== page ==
The low-carbon transition has been cited by policymakers as a potential driver of systemic risk that could lead to financial instability and negative macroeconomic outcomes. Transition risk refers to the economic and financial risks associated with a disorderly transition to a low-carbon economy. Policymakers have highlighted that the systemic nature of transition risk could lead to an adverse impact on financial stability. In particular, several have warned of the potential for a transition-driven ‘Minsky moment’ whereby a disorderly transition leads to a sudden collapse in asset prices. This work draws on the frameworks of central banks and academic studies to identify the channels through which an adverse shock can lead to a realisation of systemic risk. Systemic risk can be defined as the risk of a shock that has negative externalities on economies and financial systems via networks. This risk can be realised when a large number of financial market participants are impacted simultaneously or when a sectorspecific shock leads to contagion and feedback loops that amplify the impact. The realisation of systemic risks can also be more likely when the source of risk is not well understood. This makes it inherently challenging to identify them ex ante, but therefore important to consider the multiple possible channels and work through their potential implications.
The report then considers the channels through which systemic risk could materialise under a low-carbon transition. The main sources of risk identified in the context of a low-carbon transition are a sudden downward repricing of carbon-intensive (orlow-carbon) assets and energy price shocks. The repricing of assets would lead to losses for those directly and indirectly exposed. Feedback loops can also amplify the initial losses and have a negative impact on the wider economy. Further, a disorderly transition could lead to an energy price shock which has a large negative impact on economic growth. Within these main sources, we outline the detailed transmission channels for systemic risk stemming from overlapping portfolios, lending between financial market participants, and the interaction between the financial system and the real economy.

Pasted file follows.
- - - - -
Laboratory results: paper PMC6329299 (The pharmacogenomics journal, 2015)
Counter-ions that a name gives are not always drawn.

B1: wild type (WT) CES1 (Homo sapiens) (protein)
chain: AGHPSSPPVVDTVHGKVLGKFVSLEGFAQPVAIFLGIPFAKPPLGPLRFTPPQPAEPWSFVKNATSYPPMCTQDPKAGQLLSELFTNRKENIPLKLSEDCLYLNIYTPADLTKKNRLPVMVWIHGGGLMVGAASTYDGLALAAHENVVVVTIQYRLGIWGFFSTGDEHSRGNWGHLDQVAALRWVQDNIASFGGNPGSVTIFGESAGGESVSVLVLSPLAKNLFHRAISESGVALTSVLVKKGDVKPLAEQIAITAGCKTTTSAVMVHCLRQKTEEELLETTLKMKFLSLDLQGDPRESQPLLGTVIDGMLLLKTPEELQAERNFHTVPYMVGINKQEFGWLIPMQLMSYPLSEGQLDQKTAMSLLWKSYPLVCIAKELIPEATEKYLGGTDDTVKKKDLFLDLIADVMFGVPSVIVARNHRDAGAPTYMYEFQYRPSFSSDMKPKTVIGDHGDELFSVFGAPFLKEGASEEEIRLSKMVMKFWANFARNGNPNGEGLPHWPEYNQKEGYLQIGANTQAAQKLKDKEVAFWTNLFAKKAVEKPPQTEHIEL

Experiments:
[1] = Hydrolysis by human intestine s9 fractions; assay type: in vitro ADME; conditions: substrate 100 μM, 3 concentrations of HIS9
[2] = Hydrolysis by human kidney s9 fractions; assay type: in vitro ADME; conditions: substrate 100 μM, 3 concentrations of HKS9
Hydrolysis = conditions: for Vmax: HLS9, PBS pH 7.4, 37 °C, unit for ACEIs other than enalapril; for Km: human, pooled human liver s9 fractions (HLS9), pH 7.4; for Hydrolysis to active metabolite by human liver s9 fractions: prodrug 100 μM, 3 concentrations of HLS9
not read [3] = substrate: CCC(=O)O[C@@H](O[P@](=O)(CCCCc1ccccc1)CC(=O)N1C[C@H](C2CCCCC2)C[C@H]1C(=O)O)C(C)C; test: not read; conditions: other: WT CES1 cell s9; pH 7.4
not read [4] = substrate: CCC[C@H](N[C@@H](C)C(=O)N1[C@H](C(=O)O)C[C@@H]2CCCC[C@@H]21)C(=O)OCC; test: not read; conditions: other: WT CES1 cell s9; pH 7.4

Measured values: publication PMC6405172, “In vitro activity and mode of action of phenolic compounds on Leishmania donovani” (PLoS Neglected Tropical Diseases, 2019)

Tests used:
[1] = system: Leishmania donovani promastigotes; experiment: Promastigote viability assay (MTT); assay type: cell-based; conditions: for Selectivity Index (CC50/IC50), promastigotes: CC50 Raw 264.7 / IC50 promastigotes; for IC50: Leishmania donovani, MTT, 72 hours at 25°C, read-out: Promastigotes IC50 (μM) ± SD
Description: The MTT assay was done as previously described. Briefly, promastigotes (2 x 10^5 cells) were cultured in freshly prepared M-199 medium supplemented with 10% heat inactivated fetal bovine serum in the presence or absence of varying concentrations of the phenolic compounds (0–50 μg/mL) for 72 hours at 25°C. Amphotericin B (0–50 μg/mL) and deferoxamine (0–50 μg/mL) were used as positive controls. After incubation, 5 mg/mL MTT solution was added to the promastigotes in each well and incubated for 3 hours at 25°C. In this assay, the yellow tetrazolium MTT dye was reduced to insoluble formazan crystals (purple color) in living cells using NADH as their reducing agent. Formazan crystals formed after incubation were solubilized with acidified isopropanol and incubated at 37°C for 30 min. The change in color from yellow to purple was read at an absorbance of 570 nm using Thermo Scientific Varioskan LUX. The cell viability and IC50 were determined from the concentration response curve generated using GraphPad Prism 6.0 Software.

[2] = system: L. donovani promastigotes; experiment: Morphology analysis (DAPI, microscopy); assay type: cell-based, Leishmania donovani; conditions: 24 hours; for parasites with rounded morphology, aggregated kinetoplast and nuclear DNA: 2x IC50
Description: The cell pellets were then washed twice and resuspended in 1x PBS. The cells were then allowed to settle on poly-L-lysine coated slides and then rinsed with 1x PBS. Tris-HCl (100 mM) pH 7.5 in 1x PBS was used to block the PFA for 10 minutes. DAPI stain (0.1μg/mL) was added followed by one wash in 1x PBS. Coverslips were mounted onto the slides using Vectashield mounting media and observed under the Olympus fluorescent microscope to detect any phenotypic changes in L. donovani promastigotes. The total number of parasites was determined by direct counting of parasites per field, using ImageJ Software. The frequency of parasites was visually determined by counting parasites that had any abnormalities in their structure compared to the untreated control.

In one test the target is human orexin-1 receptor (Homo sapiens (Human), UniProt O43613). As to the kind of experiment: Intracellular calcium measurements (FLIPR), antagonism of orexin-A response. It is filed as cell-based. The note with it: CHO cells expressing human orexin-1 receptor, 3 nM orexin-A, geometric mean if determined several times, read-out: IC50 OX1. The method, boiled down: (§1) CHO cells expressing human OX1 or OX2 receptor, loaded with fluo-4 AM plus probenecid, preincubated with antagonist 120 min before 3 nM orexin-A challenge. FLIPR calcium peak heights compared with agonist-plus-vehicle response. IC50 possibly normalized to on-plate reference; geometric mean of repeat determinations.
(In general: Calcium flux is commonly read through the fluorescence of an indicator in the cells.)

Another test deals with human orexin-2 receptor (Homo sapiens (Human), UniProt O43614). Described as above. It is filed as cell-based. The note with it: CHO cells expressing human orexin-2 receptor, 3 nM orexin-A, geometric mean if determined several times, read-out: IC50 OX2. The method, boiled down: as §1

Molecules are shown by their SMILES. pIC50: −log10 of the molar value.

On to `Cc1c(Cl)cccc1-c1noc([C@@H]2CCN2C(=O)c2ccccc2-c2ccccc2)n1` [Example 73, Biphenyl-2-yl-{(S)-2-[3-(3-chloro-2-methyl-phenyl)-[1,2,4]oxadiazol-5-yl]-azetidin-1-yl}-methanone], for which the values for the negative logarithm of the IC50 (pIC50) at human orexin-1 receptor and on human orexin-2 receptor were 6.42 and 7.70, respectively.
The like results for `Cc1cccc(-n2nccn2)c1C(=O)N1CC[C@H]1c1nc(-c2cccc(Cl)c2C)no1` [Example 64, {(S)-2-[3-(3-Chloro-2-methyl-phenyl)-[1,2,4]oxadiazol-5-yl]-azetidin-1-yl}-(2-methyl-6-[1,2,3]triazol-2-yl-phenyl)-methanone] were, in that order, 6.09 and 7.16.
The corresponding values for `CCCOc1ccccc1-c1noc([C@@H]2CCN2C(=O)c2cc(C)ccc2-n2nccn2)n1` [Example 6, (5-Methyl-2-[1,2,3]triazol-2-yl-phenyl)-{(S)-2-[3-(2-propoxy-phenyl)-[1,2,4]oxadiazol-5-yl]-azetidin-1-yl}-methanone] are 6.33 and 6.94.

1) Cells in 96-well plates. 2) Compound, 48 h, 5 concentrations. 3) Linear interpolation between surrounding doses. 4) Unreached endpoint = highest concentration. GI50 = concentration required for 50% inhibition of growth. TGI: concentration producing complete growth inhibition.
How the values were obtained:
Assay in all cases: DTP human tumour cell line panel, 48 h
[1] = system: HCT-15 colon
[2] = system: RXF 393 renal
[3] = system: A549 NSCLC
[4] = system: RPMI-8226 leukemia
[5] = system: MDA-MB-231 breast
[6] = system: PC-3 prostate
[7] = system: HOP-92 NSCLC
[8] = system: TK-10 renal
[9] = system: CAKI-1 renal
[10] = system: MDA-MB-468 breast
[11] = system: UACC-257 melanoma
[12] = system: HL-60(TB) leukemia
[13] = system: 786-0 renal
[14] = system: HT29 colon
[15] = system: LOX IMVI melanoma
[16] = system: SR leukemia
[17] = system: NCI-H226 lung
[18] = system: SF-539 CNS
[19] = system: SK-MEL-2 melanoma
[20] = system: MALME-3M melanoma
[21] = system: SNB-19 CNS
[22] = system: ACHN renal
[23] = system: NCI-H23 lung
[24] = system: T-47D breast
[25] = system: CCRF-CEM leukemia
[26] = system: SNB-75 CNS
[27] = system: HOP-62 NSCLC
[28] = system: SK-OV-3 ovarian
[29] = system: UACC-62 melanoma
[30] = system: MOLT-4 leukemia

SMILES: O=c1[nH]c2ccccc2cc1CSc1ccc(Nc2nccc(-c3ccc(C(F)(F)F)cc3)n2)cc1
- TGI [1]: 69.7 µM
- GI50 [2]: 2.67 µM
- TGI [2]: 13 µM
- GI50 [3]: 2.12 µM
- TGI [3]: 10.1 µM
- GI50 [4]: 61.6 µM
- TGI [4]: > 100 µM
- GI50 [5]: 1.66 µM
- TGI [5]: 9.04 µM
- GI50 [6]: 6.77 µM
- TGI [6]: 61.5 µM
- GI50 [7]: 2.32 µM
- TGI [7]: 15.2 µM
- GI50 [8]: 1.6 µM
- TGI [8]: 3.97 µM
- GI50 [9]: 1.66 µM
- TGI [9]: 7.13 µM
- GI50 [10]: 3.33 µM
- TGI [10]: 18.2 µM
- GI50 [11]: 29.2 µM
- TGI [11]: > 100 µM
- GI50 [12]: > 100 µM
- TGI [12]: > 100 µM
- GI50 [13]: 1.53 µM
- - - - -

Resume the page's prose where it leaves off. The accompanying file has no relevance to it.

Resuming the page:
While there is an extensive literature on systemic risk, the literature on systemic risk in relation to a lowcarbon transition is still in early stages of development. Since the financial crisis, there has been a growing emphasisin the literature on assessing the systemic financial risk triggered by unexpected shocks, such as the bursting of the subprime mortgage bubble in the US. Approaches include the development of marketbased indicators that capture the build-up and materialisation of systemic risk, general equilibrium models and stress testing frameworks. Whilethe literature focussing on transition risk in particular is more limited,
there are studies which have employed networks approaches to estimating systemic risk in the context of a low-carbon transition.
We identify the main gaps in existing methodologies for estimating the systemic risk posed by a low-carbon transition and recommend areas for future research. First, further data collection is required to better assess
the exposure of assets to transition risk. In addition, policymakersshould work to develop more comprehensive climate-related stress testing exercises, with more of a focus on second round impacts.
Where possible, these exercises could draw on historical events with similar characteristics, such as a large swing in energy prices. Further, the development of more comprehensive approaches such as multi-layered
models of financial and production networks, and frameworks that include both the impact of rising and declining industries have the potential to improve the assessment of systemic risk.